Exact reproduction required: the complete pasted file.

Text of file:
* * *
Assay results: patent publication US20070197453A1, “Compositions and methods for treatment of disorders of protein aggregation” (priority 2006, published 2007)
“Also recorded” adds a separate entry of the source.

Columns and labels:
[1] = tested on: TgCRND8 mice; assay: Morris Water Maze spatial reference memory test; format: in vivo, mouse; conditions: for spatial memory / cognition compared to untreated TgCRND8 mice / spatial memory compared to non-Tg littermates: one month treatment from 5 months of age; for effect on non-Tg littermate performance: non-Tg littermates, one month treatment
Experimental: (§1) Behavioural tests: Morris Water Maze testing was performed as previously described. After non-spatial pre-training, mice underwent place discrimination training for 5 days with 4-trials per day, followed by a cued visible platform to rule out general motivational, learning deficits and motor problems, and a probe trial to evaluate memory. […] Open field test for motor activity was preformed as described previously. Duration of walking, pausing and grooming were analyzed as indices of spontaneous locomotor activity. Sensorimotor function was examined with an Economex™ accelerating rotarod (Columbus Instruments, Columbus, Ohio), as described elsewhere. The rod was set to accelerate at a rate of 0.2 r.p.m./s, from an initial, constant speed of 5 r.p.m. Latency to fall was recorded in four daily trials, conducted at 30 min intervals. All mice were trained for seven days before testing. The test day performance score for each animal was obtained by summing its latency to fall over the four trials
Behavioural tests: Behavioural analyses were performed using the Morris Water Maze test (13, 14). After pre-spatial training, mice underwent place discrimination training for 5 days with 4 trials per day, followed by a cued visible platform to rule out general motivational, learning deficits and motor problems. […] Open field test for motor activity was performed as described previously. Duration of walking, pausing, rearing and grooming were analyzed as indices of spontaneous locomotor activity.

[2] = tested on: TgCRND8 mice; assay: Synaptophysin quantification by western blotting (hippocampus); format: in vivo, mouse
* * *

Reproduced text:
Assay results: patent publication US20070197453A1, “Compositions and methods for treatment of disorders of protein aggregation” (priority 2006, published 2007)
“Also recorded” adds a separate entry of the source.

Columns and labels:
[1] = tested on: TgCRND8 mice; assay: Morris Water Maze spatial reference memory test; format: in vivo, mouse; conditions: for spatial memory / cognition compared to untreated TgCRND8 mice / spatial memory compared to non-Tg littermates: one month treatment from 5 months of age; for effect on non-Tg littermate performance: non-Tg littermates, one month treatment
Experimental: (§1) Behavioural tests: Morris Water Maze testing was performed as previously described. After non-spatial pre-training, mice underwent place discrimination training for 5 days with 4-trials per day, followed by a cued visible platform to rule out general motivational, learning deficits and motor problems, and a probe trial to evaluate memory. […] Open field test for motor activity was preformed as described previously. Duration of walking, pausing and grooming were analyzed as indices of spontaneous locomotor activity. Sensorimotor function was examined with an Economex™ accelerating rotarod (Columbus Instruments, Columbus, Ohio), as described elsewhere. The rod was set to accelerate at a rate of 0.2 r.p.m./s, from an initial, constant speed of 5 r.p.m. Latency to fall was recorded in four daily trials, conducted at 30 min intervals. All mice were trained for seven days before testing. The test day performance score for each animal was obtained by summing its latency to fall over the four trials
Behavioural tests: Behavioural analyses were performed using the Morris Water Maze test (13, 14). After pre-spatial training, mice underwent place discrimination training for 5 days with 4 trials per day, followed by a cued visible platform to rule out general motivational, learning deficits and motor problems. […] Open field test for motor activity was performed as described previously. Duration of walking, pausing, rearing and grooming were analyzed as indices of spontaneous locomotor activity.

[2] = tested on: TgCRND8 mice; assay: Synaptophysin quantification by western blotting (hippocampus); format: in vivo, mouse